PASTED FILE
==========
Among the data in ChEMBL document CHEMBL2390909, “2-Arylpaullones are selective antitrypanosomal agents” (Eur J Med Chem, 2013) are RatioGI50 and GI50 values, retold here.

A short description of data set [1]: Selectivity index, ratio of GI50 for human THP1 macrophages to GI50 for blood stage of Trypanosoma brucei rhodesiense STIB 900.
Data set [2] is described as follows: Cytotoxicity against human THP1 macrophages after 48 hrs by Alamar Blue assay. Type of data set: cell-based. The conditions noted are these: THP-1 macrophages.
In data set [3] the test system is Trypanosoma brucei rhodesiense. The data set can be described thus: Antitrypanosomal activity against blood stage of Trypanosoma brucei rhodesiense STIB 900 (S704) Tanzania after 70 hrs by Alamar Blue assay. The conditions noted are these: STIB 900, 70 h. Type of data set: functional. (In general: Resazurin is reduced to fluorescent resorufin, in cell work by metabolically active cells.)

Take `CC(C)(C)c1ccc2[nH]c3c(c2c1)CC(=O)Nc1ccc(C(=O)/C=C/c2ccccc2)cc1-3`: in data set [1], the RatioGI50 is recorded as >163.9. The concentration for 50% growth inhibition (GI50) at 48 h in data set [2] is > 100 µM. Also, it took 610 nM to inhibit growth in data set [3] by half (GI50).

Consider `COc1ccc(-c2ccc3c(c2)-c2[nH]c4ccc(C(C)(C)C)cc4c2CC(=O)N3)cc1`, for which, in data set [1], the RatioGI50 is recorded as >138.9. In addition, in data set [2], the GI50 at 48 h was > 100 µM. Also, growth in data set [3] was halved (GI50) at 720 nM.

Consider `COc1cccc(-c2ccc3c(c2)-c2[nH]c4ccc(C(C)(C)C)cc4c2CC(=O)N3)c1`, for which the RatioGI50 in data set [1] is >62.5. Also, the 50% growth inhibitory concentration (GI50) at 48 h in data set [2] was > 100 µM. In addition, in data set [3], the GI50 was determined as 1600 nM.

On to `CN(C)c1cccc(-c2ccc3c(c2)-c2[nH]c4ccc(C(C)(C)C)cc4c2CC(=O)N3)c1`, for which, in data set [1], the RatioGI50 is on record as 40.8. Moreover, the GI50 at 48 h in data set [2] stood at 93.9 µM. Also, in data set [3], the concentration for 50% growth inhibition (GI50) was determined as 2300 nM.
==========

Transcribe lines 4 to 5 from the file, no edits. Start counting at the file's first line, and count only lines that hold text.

In data set [3] the test system is Trypanosoma brucei rhodesiense. The data set can be described thus: Antitrypanosomal activity against blood stage of Trypanosoma brucei rhodesiense STIB 900 (S704) Tanzania after 70 hrs by Alamar Blue assay. The conditions noted are these: STIB 900, 70 h. Type of data set: functional. (In general: Resazurin is reduced to fluorescent resorufin, in cell work by metabolically active cells.)

Take `CC(C)(C)c1ccc2[nH]c3c(c2c1)CC(=O)Nc1ccc(C(=O)/C=C/c2ccccc2)cc1-3`: in data set [1], the RatioGI50 is recorded as >163.9. The concentration for 50% growth inhibition (GI50) at 48 h in data set [2] is > 100 µM. Also, it took 610 nM to inhibit growth in data set [3] by half (GI50).